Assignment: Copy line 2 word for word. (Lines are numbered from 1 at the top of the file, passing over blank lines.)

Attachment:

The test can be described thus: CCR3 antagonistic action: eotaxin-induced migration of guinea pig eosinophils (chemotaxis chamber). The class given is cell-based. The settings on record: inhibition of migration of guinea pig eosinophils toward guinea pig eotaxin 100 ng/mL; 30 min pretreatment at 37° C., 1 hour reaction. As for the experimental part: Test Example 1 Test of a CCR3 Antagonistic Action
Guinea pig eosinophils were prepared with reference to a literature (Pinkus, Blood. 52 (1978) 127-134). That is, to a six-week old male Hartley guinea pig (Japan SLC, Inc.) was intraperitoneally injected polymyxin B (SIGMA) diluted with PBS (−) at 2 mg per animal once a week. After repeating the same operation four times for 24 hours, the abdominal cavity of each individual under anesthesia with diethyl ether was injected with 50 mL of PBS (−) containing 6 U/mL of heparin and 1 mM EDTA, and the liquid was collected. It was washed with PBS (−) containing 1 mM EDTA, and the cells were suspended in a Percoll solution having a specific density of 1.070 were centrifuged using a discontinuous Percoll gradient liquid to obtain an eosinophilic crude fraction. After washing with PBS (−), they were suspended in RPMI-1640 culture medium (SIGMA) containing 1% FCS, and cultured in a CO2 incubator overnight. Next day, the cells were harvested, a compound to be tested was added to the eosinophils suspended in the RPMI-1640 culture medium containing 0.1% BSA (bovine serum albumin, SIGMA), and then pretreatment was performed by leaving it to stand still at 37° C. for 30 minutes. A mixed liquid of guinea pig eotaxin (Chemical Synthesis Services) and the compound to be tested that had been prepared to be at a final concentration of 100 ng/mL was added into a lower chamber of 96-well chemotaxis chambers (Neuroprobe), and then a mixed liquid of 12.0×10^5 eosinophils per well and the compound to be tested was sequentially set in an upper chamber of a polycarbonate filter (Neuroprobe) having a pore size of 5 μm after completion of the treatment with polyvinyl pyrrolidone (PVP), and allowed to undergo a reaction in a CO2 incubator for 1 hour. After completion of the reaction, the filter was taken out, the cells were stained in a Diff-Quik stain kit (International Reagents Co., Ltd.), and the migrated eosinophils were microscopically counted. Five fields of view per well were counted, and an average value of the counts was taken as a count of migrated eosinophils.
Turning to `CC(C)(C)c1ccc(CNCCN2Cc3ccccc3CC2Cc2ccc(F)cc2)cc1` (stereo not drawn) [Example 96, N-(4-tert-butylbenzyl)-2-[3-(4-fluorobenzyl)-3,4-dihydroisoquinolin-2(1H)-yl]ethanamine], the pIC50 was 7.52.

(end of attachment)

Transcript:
Guinea pig eosinophils were prepared with reference to a literature (Pinkus, Blood. 52 (1978) 127-134). That is, to a six-week old male Hartley guinea pig (Japan SLC, Inc.) was intraperitoneally injected polymyxin B (SIGMA) diluted with PBS (−) at 2 mg per animal once a week. After repeating the same operation four times for 24 hours, the abdominal cavity of each individual under anesthesia with diethyl ether was injected with 50 mL of PBS (−) containing 6 U/mL of heparin and 1 mM EDTA, and the liquid was collected. It was washed with PBS (−) containing 1 mM EDTA, and the cells were suspended in a Percoll solution having a specific density of 1.070 were centrifuged using a discontinuous Percoll gradient liquid to obtain an eosinophilic crude fraction. After washing with PBS (−), they were suspended in RPMI-1640 culture medium (SIGMA) containing 1% FCS, and cultured in a CO2 incubator overnight. Next day, the cells were harvested, a compound to be tested was added to the eosinophils suspended in the RPMI-1640 culture medium containing 0.1% BSA (bovine serum albumin, SIGMA), and then pretreatment was performed by leaving it to stand still at 37° C. for 30 minutes. A mixed liquid of guinea pig eotaxin (Chemical Synthesis Services) and the compound to be tested that had been prepared to be at a final concentration of 100 ng/mL was added into a lower chamber of 96-well chemotaxis chambers (Neuroprobe), and then a mixed liquid of 12.0×10^5 eosinophils per well and the compound to be tested was sequentially set in an upper chamber of a polycarbonate filter (Neuroprobe) having a pore size of 5 μm after completion of the treatment with polyvinyl pyrrolidone (PVP), and allowed to undergo a reaction in a CO2 incubator for 1 hour. After completion of the reaction, the filter was taken out, the cells were stained in a Diff-Quik stain kit (International Reagents Co., Ltd.), and the migrated eosinophils were microscopically counted. Five fields of view per well were counted, and an average value of the counts was taken as a count of migrated eosinophils.